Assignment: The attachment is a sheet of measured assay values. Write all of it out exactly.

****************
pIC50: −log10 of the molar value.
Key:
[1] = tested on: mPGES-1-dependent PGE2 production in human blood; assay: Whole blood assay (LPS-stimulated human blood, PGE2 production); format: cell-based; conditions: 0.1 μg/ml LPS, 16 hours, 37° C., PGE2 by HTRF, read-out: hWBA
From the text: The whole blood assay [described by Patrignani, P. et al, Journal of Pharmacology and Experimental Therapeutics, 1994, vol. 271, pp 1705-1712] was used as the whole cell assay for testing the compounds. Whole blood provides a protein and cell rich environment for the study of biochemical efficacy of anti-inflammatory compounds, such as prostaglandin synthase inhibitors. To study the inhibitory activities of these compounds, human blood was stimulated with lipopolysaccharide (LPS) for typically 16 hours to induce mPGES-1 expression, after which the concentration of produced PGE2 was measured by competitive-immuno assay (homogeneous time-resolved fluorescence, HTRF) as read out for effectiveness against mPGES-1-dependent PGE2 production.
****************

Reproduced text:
pIC50: −log10 of the molar value.
Key:
[1] = tested on: mPGES-1-dependent PGE2 production in human blood; assay: Whole blood assay (LPS-stimulated human blood, PGE2 production); format: cell-based; conditions: 0.1 μg/ml LPS, 16 hours, 37° C., PGE2 by HTRF, read-out: hWBA
From the text: The whole blood assay [described by Patrignani, P. et al, Journal of Pharmacology and Experimental Therapeutics, 1994, vol. 271, pp 1705-1712] was used as the whole cell assay for testing the compounds. Whole blood provides a protein and cell rich environment for the study of biochemical efficacy of anti-inflammatory compounds, such as prostaglandin synthase inhibitors. To study the inhibitory activities of these compounds, human blood was stimulated with lipopolysaccharide (LPS) for typically 16 hours to induce mPGES-1 expression, after which the concentration of produced PGE2 was measured by competitive-immuno assay (homogeneous time-resolved fluorescence, HTRF) as read out for effectiveness against mPGES-1-dependent PGE2 production.